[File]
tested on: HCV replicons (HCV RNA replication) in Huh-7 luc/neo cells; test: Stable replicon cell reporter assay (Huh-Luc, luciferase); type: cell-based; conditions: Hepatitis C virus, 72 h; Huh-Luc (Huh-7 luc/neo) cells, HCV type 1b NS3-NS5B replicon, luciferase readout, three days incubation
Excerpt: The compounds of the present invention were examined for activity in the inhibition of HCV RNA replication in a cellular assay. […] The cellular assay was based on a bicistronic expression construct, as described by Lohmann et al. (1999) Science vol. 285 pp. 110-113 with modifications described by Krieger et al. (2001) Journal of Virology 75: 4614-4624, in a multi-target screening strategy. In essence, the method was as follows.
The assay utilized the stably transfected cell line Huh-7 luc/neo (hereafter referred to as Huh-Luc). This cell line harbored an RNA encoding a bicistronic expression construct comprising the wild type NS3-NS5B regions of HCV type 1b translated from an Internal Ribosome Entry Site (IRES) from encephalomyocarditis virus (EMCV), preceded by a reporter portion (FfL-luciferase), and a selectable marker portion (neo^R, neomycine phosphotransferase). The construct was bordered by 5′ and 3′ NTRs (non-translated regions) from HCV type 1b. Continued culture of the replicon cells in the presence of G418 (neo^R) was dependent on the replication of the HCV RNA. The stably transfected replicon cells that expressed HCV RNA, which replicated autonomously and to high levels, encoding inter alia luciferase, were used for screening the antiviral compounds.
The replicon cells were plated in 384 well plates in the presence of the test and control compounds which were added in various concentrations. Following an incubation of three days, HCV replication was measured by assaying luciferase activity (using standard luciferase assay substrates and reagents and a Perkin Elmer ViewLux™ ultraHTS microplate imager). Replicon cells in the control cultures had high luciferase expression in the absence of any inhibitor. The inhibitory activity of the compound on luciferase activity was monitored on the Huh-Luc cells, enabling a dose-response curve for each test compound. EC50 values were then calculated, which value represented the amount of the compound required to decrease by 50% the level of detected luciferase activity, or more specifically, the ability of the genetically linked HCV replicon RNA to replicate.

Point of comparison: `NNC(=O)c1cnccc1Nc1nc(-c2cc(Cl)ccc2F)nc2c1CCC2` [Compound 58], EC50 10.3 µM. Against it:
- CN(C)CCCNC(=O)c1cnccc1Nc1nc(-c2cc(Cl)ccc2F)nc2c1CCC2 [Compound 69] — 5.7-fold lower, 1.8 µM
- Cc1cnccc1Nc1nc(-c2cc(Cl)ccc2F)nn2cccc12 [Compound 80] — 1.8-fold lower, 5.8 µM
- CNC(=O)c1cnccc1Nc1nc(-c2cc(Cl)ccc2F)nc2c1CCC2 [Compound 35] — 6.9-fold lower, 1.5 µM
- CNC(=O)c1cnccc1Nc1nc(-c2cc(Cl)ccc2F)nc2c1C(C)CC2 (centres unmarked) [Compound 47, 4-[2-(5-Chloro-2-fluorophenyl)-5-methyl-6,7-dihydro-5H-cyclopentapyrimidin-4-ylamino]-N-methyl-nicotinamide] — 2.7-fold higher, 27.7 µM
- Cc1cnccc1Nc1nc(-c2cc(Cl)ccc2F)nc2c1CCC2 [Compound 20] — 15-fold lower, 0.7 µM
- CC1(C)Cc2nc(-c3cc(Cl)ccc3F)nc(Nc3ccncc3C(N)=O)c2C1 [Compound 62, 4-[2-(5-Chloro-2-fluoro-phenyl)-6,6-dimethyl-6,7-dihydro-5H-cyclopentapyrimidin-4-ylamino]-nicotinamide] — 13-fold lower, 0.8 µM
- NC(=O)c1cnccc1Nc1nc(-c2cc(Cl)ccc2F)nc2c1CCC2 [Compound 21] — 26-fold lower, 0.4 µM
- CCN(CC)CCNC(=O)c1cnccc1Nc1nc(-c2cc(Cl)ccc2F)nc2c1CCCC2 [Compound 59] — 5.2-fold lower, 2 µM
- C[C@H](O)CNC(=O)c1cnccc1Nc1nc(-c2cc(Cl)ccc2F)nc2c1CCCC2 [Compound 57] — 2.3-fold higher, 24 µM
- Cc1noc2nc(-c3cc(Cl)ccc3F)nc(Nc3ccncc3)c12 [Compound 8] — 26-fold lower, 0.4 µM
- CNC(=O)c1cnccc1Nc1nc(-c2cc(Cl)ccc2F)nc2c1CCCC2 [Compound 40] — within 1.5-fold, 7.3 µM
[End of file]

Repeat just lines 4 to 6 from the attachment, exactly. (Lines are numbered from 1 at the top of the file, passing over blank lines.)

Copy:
The replicon cells were plated in 384 well plates in the presence of the test and control compounds which were added in various concentrations. Following an incubation of three days, HCV replication was measured by assaying luciferase activity (using standard luciferase assay substrates and reagents and a Perkin Elmer ViewLux™ ultraHTS microplate imager). Replicon cells in the control cultures had high luciferase expression in the absence of any inhibitor. The inhibitory activity of the compound on luciferase activity was monitored on the Huh-Luc cells, enabling a dose-response curve for each test compound. EC50 values were then calculated, which value represented the amount of the compound required to decrease by 50% the level of detected luciferase activity, or more specifically, the ability of the genetically linked HCV replicon RNA to replicate.

Point of comparison: `NNC(=O)c1cnccc1Nc1nc(-c2cc(Cl)ccc2F)nc2c1CCC2` [Compound 58], EC50 10.3 µM. Against it:
- CN(C)CCCNC(=O)c1cnccc1Nc1nc(-c2cc(Cl)ccc2F)nc2c1CCC2 [Compound 69] — 5.7-fold lower, 1.8 µM